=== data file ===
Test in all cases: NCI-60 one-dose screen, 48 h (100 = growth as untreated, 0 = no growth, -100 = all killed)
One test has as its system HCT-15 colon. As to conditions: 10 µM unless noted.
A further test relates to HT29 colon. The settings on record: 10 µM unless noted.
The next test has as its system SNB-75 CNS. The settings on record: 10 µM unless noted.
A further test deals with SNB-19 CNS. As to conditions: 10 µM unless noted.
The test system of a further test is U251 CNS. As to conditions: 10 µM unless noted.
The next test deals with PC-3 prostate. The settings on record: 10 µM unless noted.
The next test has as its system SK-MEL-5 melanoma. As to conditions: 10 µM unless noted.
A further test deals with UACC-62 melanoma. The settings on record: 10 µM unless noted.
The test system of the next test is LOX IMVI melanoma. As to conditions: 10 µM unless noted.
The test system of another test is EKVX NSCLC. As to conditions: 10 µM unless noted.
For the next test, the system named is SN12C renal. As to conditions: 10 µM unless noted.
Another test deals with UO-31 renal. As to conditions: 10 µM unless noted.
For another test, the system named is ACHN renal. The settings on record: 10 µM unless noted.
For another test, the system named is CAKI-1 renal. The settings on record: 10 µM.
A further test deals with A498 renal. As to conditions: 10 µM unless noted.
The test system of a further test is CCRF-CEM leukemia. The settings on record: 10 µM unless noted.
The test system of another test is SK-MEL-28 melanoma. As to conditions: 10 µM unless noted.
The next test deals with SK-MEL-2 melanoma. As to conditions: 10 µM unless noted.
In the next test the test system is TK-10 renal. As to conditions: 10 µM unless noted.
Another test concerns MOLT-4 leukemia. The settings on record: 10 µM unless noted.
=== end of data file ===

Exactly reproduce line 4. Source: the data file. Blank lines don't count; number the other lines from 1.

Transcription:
The next test has as its system SNB-75 CNS. The settings on record: 10 µM unless noted.